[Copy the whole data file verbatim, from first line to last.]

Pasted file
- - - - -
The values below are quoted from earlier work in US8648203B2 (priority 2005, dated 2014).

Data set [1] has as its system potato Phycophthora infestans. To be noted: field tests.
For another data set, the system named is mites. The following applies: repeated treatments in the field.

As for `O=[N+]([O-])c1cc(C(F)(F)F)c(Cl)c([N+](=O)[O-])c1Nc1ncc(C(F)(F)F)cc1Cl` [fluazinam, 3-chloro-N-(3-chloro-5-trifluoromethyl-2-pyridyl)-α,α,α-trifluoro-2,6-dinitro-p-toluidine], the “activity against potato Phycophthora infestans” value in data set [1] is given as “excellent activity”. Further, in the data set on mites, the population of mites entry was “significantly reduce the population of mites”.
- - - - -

The values below are quoted from earlier work in US8648203B2 (priority 2005, dated 2014).

Data set [1] has as its system potato Phycophthora infestans. To be noted: field tests.
For another data set, the system named is mites. The following applies: repeated treatments in the field.

As for `O=[N+]([O-])c1cc(C(F)(F)F)c(Cl)c([N+](=O)[O-])c1Nc1ncc(C(F)(F)F)cc1Cl` [fluazinam, 3-chloro-N-(3-chloro-5-trifluoromethyl-2-pyridyl)-α,α,α-trifluoro-2,6-dinitro-p-toluidine], the “activity against potato Phycophthora infestans” value in data set [1] is given as “excellent activity”. Further, in the data set on mites, the population of mites entry was “significantly reduce the population of mites”.